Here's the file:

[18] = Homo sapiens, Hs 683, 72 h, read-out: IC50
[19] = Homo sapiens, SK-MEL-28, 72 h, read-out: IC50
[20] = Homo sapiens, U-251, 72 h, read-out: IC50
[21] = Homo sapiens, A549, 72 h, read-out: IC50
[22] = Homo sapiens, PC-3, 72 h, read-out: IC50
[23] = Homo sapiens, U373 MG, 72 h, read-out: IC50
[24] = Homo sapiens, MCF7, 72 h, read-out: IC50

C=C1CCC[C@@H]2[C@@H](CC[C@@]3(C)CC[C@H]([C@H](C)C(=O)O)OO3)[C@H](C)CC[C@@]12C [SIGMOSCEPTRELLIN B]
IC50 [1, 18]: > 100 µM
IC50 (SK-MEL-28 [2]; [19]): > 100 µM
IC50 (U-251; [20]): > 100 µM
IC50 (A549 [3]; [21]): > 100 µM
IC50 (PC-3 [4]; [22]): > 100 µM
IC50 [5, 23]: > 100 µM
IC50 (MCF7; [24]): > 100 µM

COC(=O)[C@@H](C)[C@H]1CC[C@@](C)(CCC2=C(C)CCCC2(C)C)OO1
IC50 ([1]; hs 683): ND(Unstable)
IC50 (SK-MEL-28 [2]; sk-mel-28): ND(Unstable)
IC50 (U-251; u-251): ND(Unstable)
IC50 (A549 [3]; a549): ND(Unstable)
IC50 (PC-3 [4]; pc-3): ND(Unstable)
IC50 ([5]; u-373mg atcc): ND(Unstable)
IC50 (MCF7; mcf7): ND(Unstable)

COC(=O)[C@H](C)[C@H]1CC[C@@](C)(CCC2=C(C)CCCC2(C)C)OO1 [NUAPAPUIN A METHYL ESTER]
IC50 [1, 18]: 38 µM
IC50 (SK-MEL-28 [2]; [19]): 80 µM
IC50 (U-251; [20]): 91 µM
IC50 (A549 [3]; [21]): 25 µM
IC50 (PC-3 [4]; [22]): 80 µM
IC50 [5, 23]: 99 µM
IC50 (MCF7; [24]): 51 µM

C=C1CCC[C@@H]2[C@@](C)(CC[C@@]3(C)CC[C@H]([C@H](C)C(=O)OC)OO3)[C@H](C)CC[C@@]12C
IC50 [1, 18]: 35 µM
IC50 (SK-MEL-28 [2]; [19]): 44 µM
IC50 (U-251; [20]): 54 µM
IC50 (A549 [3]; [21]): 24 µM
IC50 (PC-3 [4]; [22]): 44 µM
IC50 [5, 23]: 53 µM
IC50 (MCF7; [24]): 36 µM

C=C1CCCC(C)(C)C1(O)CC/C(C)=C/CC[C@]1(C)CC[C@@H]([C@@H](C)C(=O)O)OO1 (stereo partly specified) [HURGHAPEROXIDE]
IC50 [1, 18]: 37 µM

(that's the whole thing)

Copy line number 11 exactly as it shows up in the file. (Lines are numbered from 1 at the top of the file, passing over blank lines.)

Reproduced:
IC50 (U-251; [20]): > 100 µM